Lebanon's influential intelligence chief Abbas Ibrahim formally steps down

The head of General Security forged links across Lebanon, the region and in the West

Abbas Ibrahim has hinted that he may be interested in a ministerial portfolio. AP Photo
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The term of Lebanon’s powerful commander of General Security, Abbas Ibrahim, formally ended on Thursday as he reached the retirement age of 64.

Mr Ibrahim, who led General Security from 2011 and once served as a bodyguard of former prime minister Rafic Hariri, helped to mediate the release of several westerners detained in Syria.

A Shiite Muslim from southern Lebanon, Mr Ibrahim had a broad and perhaps unique contact base. While well known for his connections to Iran-backed Hezbollah and the Syrian regime, he also had good relations with the US and international community.

The US has proscribed Hezbollah, the Lebanese armed group and political party, as a terrorist organisation and has heavily sanctioned the regime of Syrian President Bashar Al Assad.

“Abbas Ibrahim was definitely a shrewd manoeuverer, a bridge builder, someone who was able to maintain cordial, effective relations with most local and regional partners”, said Karim Bitar, professor of international relations at the Saint Joseph University of Beirut.

“He played a key role at a difficult juncture point. It was arguably one of the most difficult periods to be at the helm of such a crucial service”.

There were reports of behind the scenes efforts for Mr Ibrahim to extend his term past the retirement age, as has occasionally happened with senior officials.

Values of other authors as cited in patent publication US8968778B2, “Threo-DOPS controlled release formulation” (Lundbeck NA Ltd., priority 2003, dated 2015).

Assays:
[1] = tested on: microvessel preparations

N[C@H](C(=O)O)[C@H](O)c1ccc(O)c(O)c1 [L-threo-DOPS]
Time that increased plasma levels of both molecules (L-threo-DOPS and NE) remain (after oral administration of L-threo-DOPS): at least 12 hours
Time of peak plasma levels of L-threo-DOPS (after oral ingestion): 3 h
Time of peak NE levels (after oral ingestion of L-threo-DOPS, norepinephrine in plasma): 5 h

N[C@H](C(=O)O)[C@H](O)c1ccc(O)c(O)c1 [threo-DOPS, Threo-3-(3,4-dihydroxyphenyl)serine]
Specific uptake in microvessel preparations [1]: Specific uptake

But the cabinet of caretaker Prime Minister Najib Mikati said that to extend the term would require an action that should take place in parliament, and the deeply divided legislature did not schedule a session for it.

Mr Ibrahim will step down amid an unprecedented governance vacuum and economic crisis in Lebanon.

Parliament has repeatedly failed to elect a new president after Michel Aoun stepped down at the end of his term in October. Mr Mikati’s cabinet has caretaker status and thus has limited powers at a time when Lebanon is struggling with one of the world's worst economic crises in modern times.

The Beirut Port blast in August 2020 that killed more than 200 people, injured thousands and destroyed many parts of the capital has been seen as a symbol of decades of corruption and mismanagement by Lebanon’s elite that helped cause the 2019 economic crash.

Mr Ibrahim was one of eight Lebanese officials charged in January by a judge investigating the explosion.

Prof Bitar said Mr Ibrahim's "legacy will also be negatively affected" by this.

Mr Ibrahim's departure from the top job at General Security is not expected to be the end of his public life.

He has hinted that he would be interested in a ministerial portfolio, saying on Wednesday that “on the path of service to the nation, retirement and inaction are not on the agenda”.

“It is my national and professional duty to serve others and their rights," he said.

“Tomorrow, we will continue the path on several other grounds in order to raise Lebanon.”

Mr Ibrahim has also been talked of as a possible successor to long-time parliamentary speaker Nabih Berri, who is 85.

“I think that even though his term has expired, he will continue to be present on the political scene”, said Prof Bitar.

Mr Ibrahim’s profile has been raised by his mediation with Syria over westerners detained there.

They include the American journalist Austin Tice, who was last seen in Syria in 2012. Syria denies that it is holding Tice, as claimed by the US. The journalist's fate remains unknown.

Mr Ibrahim helped to secure the release of Samuel Goodwin in 2019, an American who was held for two months in Syria. Also in 2019, he mediated the release of Kristian Lee Baxter, a Canadian held in Syrian prisons for almost a year.

Updated: March 02, 2023, 12:55 PM